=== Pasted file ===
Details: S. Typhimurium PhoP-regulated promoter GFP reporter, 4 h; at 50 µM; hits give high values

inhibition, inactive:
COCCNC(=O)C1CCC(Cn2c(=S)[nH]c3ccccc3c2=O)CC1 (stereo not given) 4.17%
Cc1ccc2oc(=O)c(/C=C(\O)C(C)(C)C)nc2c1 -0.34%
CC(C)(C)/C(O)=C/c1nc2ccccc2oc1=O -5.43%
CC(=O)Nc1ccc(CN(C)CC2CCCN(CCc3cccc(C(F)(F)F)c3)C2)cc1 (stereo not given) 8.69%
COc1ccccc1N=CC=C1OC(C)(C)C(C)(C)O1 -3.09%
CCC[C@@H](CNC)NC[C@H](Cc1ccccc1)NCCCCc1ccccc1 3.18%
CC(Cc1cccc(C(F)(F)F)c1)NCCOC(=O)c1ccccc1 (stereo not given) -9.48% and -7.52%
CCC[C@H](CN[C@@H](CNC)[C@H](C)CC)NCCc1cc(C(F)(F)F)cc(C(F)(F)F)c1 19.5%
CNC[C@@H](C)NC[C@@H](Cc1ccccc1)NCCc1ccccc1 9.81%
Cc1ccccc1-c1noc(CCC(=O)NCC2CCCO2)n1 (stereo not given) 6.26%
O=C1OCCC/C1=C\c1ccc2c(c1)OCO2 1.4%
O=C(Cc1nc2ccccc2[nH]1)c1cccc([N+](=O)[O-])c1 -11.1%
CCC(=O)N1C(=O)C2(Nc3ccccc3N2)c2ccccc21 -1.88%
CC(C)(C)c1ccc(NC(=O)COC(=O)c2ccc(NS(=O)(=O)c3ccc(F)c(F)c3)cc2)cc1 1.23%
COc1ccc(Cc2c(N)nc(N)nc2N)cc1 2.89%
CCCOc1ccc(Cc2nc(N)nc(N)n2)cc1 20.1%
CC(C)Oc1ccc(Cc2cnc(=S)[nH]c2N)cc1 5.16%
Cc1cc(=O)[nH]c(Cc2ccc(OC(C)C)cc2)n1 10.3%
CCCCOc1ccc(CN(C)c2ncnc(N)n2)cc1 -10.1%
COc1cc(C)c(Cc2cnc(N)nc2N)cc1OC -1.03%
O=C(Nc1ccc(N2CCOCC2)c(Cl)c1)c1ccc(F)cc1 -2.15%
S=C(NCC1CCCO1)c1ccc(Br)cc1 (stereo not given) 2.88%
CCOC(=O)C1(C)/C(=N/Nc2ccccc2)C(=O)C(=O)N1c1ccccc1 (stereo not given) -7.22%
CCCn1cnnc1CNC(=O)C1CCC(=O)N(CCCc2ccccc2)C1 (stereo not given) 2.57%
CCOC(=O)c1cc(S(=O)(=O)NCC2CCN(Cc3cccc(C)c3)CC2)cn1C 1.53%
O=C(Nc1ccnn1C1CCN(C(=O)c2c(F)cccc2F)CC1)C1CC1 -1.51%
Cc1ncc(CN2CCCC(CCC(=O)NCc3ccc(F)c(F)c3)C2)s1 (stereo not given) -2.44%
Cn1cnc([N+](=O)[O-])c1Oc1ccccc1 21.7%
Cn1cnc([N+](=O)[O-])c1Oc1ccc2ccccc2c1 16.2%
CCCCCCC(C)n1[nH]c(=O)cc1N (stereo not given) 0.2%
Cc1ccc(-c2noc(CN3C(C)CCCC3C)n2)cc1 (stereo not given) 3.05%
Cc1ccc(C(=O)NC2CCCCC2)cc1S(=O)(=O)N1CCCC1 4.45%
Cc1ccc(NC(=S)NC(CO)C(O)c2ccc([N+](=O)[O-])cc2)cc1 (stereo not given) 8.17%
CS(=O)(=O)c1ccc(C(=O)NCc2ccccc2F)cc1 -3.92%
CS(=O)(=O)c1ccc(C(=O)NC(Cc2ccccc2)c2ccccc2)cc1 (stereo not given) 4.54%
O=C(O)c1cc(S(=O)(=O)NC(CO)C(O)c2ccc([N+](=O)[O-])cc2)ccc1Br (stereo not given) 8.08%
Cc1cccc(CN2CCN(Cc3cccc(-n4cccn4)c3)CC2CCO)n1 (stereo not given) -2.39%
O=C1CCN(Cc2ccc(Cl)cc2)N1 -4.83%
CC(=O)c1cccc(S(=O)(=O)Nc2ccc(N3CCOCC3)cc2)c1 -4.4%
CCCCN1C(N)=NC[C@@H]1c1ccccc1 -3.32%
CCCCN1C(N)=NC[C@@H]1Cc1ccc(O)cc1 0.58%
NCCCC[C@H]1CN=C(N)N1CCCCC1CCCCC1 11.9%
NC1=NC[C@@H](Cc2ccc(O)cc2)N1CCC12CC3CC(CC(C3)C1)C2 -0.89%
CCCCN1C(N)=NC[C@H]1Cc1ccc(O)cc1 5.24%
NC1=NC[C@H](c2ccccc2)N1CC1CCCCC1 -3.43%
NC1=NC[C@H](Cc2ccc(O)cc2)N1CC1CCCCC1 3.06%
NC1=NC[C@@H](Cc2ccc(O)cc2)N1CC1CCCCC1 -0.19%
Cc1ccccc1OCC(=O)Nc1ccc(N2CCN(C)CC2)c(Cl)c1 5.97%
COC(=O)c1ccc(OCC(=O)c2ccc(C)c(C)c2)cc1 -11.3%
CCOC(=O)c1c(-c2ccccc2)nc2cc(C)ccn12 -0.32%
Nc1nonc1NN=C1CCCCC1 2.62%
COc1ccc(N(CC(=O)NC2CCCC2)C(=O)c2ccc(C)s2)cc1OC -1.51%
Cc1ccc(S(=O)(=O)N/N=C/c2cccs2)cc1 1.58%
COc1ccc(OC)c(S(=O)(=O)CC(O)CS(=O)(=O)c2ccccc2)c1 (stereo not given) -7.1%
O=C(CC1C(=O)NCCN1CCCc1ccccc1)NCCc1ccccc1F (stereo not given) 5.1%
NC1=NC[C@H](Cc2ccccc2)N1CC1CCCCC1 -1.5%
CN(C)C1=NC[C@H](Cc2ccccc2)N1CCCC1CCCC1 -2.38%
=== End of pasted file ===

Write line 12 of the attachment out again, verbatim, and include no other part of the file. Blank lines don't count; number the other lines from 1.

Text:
Cc1ccccc1-c1noc(CCC(=O)NCC2CCCO2)n1 (stereo not given) 6.26%